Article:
I imagine that you may be reading this and agreeing with me, but thinking that it’s pretty abstract. By my logic, a heavier pickup truck that probably won’t be a significant chunk of the market for a while pales in comparison to the impact of people purchasing heavier vehicles in general (there are a ton of SUVs out there and pickup trucks outsold cars for the first time ever in 2020). Our roads haven’t eroded out of existence. But we haven’t been spending money on improving them, either. For example, I just stumbled upon the Thurston County Transportation Benefit District, which is appropriately shortened to TC-TBD since it appears that in 6 years they have yet to raise any money or start any projects (in essence, what they will actually do is To Be Determined). Here’s their answer to the question “What happens if no funding is approved?” (from the FAQ).
Roads will continue to deteriorate as insufficient funding is available for pavement preservation; the County’s neighborhood traffic calming program will continue to be unfunded; and fewer roads will have fog lines, a proven, low cost means of reducing traffic accidents.
The Olympia Transportation Master Plan paints a similar picture, though they do set aside some money for active transportation projects (which will be finished in about 137 years, if none of that money needs to be diverted to road maintenance).
Is vehicle weight solely to blame for this persistent funding shortfall? Certainly not. After all, we could choose to increase funding. Unfortunately, increasing usage fees like the gas tax is generally considered to be political suicide, and here in Washington, with our regressive tax structure, finding other money is difficult. It seems reasonable, then, that the trend of increasing vehicle weight is going to continue to break our infrastructure funding system.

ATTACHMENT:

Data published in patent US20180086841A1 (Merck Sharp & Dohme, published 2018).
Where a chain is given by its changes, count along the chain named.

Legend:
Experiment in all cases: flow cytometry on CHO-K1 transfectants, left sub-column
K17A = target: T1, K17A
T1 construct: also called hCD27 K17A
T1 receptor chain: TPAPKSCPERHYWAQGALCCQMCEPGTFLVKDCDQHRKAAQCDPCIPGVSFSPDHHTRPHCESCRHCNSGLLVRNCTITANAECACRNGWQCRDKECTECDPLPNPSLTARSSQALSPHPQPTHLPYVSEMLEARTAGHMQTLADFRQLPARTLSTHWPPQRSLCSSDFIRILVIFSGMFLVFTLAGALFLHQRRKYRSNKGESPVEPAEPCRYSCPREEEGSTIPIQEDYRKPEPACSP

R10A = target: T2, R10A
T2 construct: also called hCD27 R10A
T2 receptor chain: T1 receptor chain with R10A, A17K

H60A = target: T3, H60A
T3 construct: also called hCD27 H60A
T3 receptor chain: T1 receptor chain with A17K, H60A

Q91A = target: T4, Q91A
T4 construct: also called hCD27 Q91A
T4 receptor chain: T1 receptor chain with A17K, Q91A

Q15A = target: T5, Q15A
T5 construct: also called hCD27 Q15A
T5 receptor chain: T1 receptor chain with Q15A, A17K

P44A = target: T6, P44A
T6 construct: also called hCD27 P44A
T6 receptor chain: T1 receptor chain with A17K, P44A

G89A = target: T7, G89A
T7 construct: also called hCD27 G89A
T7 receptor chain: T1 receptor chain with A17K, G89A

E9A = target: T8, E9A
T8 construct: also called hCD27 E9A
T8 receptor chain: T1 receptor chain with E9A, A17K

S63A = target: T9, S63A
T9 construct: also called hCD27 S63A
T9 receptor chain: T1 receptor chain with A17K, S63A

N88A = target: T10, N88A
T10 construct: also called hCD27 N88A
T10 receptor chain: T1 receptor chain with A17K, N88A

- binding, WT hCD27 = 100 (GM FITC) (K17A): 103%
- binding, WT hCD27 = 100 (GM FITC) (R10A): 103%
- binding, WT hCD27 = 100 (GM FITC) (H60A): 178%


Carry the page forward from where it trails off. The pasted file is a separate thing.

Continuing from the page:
In a word, no.
Since vehicles are getting heavier and people in the US seem to be allergic to higher usage fees (I-976 passed here in Washington, the federal gas tax hasn’t been raised since the early ’90s, the TC-TBD has been unwilling to implement a county car tab fee, etc.), usage fees are going to cover a decreasing share of road maintenance. Roads are essential, so we will find a way to pay for them, which means that money is going to come out of the general fund.
Spending money from the general fund isn’t the worst thing in the world (after all, there is a societal benefit to a road network), but if it causes the funding to be delayed, that will end up costing us a lot more money in the end. A lot of road maintenance consists of patching small cracks and holes in the pavement, if we defer this due to lack of funding those cracks and holes won’t get patched, allowing them to worsen. Not doing this small maintenance shortens the lifespan of the road, since the road surface is what is protecting the roadbed, and once the roadbed gets damaged, you can’t just resurface the road (which is already expensive) but are instead looking at road reconstruction (which is as expensive as it sounds).
In short, electric vehicles pose a two-pronged threat, in that they will cause a lot more wear on our roads and that we appear to be unwilling to update our road funding. I’m picking on the F-150 here, but the same logic can be applied to any electric vehicle from Tesla to Hummer (which will weigh something like 9,000 pounds), and will hold true until we figure out how to make an electric vehicle that doesn’t need 1,000+ pounds of batteries.